It must have been in 1941 or thereabouts. I was a pupil at the highschool in Veendam, a little provincial town near Groningen in the North of the Netherlands. One of our teachers in mathematics was a compact somewhat sturdy gentleman with an unruly head of hair and a five o’clock shadow, accentuated by his slightly yellowish complexion. At least, that’s how I remember him. But as you can gather, it all happened a long time ago.
This teacher was in the habit of straying from his subject, and to pose riddles or to broach areas of general interest. One of these occasions is indelibly printed on my mind: the case of the clairvoyant dog. What it boiled down to was that during his study at the University of Groningen he owned a little dog. And not one of your run-of-the-mill dogs (if dogs can ever be that). This particular dog felt when his master had almost finished his studies for the day, making it time to be taken for a walk. It was the moment to jump up, run to the door and wag its tail. Something normal dogs do as well, by the way.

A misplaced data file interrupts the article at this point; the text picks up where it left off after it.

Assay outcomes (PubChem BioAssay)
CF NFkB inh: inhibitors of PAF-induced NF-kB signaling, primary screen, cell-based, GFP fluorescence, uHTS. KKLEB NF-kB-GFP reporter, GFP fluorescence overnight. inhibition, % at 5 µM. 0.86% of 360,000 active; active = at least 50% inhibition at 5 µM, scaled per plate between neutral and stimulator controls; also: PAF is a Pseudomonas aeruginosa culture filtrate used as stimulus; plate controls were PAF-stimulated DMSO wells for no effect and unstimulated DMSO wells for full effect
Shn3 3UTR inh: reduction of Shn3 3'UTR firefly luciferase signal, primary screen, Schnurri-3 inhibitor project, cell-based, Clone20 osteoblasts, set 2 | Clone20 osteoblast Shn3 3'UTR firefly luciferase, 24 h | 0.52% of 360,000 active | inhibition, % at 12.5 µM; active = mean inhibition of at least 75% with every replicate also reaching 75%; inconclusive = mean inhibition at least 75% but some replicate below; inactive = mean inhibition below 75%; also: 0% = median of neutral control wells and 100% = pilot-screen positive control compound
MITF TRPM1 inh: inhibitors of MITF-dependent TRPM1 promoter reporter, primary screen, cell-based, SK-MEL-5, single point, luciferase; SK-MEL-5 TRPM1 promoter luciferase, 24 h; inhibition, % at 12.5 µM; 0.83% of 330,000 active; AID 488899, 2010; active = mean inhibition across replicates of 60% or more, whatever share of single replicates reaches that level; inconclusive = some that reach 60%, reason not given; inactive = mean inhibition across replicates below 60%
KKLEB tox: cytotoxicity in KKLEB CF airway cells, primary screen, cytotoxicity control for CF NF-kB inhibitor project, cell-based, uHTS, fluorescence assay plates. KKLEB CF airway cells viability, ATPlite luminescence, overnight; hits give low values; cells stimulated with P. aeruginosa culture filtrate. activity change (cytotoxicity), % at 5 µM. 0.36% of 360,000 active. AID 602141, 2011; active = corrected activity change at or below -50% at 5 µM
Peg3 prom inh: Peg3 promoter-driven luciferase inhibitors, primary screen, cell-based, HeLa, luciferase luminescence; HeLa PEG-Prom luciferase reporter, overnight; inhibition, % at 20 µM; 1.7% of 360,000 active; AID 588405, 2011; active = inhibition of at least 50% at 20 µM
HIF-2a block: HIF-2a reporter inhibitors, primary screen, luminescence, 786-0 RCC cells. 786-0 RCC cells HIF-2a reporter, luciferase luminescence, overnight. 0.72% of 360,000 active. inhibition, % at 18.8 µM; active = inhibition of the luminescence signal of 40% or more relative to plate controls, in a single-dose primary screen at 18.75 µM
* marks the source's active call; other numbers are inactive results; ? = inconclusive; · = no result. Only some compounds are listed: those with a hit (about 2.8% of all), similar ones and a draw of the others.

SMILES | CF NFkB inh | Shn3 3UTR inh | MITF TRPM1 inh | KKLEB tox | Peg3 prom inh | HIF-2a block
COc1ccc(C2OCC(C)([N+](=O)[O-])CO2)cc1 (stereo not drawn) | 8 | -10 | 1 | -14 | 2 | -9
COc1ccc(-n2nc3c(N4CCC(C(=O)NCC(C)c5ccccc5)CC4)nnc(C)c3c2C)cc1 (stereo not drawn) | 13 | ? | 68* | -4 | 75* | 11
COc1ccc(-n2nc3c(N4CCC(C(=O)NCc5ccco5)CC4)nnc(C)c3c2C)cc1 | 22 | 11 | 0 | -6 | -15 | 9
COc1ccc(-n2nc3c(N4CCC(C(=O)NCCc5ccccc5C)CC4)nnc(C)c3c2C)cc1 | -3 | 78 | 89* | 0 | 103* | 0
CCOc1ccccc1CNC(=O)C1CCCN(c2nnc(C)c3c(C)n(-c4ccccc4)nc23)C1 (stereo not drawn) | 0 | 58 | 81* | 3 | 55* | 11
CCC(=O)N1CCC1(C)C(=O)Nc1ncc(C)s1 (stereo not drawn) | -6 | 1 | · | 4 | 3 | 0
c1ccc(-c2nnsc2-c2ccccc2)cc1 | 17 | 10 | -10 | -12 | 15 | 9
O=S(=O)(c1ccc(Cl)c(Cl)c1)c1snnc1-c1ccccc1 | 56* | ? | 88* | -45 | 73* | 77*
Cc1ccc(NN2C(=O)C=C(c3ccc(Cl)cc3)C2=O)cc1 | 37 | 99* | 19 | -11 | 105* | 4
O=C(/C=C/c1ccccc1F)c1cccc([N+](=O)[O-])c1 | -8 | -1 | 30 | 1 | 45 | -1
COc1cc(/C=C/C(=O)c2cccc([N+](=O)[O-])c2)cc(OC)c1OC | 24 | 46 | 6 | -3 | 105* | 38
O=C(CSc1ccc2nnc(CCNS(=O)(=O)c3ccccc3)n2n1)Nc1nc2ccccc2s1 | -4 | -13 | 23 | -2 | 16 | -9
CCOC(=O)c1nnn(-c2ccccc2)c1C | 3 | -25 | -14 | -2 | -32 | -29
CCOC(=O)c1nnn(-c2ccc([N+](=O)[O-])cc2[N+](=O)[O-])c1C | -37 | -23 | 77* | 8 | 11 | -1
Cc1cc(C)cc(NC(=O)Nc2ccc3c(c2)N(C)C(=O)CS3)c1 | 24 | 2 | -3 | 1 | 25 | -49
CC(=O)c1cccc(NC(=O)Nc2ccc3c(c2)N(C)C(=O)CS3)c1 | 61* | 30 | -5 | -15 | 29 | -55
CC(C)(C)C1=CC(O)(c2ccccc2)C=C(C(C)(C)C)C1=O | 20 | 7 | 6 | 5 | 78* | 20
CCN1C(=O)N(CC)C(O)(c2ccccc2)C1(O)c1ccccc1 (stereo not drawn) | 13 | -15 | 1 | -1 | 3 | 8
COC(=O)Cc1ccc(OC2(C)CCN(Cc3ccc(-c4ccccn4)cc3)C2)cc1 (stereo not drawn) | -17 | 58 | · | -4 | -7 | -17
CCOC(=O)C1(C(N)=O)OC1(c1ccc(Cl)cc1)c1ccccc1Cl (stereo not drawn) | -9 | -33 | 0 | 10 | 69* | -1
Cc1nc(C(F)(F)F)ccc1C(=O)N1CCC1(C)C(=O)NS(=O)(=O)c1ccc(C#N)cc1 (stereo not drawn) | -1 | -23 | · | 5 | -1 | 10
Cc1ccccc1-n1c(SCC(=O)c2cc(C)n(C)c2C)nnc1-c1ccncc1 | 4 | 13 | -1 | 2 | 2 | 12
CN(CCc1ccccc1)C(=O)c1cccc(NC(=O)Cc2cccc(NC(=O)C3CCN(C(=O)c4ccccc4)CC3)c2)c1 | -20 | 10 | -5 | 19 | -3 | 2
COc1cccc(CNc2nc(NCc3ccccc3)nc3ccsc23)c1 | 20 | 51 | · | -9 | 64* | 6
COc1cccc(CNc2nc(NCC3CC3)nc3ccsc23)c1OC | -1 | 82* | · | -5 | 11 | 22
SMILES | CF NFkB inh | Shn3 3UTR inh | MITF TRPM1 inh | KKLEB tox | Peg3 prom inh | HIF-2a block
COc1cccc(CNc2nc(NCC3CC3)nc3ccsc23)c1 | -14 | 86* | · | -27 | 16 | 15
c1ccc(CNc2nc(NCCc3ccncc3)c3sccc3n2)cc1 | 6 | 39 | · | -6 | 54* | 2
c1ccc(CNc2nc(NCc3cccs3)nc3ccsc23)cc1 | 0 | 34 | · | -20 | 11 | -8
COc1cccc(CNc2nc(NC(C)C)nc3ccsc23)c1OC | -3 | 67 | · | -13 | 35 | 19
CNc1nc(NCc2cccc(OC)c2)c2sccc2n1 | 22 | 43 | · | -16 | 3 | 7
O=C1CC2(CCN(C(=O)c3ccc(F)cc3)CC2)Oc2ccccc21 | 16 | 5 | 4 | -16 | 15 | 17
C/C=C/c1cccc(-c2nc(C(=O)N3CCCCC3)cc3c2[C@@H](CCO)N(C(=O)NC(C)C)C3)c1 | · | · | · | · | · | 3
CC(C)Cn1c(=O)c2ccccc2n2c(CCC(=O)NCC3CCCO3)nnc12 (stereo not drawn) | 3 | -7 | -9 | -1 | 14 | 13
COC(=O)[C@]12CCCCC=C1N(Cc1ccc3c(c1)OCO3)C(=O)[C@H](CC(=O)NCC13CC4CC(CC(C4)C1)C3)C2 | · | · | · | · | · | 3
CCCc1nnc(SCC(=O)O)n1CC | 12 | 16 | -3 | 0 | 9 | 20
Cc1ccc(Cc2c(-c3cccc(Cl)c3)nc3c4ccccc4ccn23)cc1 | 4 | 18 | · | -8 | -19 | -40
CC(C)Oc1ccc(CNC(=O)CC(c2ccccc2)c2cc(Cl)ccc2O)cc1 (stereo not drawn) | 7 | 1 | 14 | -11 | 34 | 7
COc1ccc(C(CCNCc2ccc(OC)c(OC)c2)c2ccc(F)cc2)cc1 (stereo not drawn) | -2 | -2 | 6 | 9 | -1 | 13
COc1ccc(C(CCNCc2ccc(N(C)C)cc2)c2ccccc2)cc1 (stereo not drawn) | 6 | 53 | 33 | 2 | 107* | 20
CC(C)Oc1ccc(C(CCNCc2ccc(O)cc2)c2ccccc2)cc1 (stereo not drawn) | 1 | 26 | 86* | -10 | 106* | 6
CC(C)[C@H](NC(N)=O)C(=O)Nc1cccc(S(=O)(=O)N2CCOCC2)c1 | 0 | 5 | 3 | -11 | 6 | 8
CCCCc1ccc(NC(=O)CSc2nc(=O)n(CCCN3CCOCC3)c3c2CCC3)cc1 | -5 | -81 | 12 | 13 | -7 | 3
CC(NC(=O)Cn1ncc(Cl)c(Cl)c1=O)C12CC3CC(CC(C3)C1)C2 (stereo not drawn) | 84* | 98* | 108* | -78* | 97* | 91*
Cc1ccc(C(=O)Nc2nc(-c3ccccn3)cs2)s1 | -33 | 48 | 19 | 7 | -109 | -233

This ritual was repeated for several weeks, thus confirming the clairvoyance of the dog: studies practically (but not quite) finished, dog anticipates and stands prepared. Now, you don’t study mathematics without any benefit. It sharpens your critical faculties and teaches you to approach problems in a systematical way. Covert observation of the dog did not enlighten our student. The dear animal just slept until the moment suprème. At long last it dawned upon our student: he was in the habit of lighting a cigarette as a reward for his endeavours. And he kept his cigarettes in a metal cigarette case. And closing the lid of the case . . .
The rest you can guess. (1)